You could use a tone generator and tracer wand.

Metal boxes can be found with a metal detector.

I had that happen in a renovation house I was working on. I told the homeowner to get the rock guys back or pay me to find them. He paid me. The wiring was all live, in romex and plastic boxes. I used the tracer wand to detect the AC hum from the wiring.

You can probably use a small portable AM radio tuned between stations. It will pick up the noise off the wiring.
 
  #3  
Old 06-24-14, 03:44 AM
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The drywallers need to come back and correct this. I cant see how you seem to be satisfied with their work but yet they covered the boxes. They are hacks. As most drywallers are. Its on them to fix this otherwise its time to step on their toes.

As for the electrician who cant figure out how to locate the boxes.... if this so called master cant find the boxes I would be questioning his ability big time as most any electrician would have the simple equipment to find concealed boxes.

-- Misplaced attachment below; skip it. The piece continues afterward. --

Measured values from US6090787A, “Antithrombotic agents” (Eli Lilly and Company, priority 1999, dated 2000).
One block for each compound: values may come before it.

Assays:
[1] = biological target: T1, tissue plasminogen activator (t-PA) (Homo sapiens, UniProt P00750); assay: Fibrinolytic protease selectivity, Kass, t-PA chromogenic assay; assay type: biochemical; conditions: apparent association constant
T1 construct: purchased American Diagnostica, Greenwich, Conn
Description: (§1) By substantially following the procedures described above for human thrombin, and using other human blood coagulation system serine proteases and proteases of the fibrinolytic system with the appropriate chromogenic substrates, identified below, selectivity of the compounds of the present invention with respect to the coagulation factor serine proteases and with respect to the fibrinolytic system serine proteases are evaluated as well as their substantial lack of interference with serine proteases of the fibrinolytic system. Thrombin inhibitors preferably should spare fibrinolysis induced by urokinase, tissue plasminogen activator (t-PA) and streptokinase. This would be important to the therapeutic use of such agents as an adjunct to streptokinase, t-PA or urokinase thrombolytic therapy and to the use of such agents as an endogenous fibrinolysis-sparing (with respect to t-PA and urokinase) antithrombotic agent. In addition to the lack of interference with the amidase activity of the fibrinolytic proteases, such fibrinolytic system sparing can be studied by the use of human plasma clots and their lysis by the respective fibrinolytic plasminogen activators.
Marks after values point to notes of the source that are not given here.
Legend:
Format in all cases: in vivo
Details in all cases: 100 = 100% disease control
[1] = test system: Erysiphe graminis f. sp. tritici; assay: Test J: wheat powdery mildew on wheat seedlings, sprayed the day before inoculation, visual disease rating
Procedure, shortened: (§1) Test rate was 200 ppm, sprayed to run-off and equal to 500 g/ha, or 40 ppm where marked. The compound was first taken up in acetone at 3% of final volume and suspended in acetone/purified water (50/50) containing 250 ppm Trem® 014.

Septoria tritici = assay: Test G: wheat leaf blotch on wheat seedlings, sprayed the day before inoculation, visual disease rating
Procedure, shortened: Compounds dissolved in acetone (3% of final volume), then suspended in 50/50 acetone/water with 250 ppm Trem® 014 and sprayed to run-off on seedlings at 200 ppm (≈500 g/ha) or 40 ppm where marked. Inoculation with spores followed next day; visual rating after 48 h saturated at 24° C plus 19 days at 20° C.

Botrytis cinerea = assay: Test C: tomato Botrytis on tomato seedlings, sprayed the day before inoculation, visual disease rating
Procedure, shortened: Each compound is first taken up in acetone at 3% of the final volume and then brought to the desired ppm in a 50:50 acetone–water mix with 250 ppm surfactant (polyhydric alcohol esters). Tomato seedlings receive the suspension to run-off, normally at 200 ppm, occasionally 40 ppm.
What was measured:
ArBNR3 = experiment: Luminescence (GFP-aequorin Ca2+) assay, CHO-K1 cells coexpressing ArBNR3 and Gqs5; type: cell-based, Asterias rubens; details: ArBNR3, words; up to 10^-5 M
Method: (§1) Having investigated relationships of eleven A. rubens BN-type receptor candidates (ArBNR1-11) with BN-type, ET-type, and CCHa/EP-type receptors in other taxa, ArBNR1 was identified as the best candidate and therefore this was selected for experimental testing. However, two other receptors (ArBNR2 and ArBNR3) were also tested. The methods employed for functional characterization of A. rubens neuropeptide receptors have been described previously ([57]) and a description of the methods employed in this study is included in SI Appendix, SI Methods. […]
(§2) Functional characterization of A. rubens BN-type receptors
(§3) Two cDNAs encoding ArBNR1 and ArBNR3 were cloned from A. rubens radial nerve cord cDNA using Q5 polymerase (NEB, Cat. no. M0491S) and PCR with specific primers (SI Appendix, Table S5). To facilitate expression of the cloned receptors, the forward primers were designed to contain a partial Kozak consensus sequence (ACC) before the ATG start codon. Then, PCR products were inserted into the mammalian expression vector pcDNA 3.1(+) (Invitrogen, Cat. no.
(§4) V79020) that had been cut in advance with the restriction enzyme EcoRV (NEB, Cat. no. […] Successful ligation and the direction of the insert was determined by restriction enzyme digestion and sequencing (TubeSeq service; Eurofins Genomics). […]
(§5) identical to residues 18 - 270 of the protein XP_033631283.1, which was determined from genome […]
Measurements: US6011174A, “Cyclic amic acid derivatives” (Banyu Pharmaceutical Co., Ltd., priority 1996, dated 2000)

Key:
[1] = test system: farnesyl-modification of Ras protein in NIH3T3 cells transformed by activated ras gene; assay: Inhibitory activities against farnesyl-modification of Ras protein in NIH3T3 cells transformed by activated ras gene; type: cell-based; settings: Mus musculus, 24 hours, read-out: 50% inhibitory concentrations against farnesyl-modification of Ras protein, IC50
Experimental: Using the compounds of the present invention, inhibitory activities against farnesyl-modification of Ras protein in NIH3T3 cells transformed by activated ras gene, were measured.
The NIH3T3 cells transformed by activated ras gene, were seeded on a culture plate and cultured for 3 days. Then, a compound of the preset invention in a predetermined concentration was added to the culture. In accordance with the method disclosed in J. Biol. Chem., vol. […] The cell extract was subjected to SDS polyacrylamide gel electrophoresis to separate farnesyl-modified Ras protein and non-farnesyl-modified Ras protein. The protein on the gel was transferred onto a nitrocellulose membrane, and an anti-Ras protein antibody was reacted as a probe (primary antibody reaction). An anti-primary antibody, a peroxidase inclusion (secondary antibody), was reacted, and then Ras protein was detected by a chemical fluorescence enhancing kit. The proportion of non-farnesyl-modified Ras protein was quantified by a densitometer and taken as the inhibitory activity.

Its hacks like these so called contractors that make DIY forums so popular.
 
  #4  
Old 06-24-14, 04:00 AM
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It should not be that hard to remember where the boxes were installed. If not a fox and hound can be used.

The rockers need to be back charged for their screwup.
 
  #5  
Old 06-24-14, 04:43 AM
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You are absolutely correct! Most drywallers are HACKS,it is their responsibility to locate the boxes,I hope he hasn't paid them for the drywall job.
Geo
 
  #6  
Old 06-24-14, 04:51 AM
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If you know the height of the boxes,use a straight edge such as a level placed horizontal on the wall and it will rock where the center of the box is.
Geo
 
  #7  
Old 06-24-14, 07:41 AM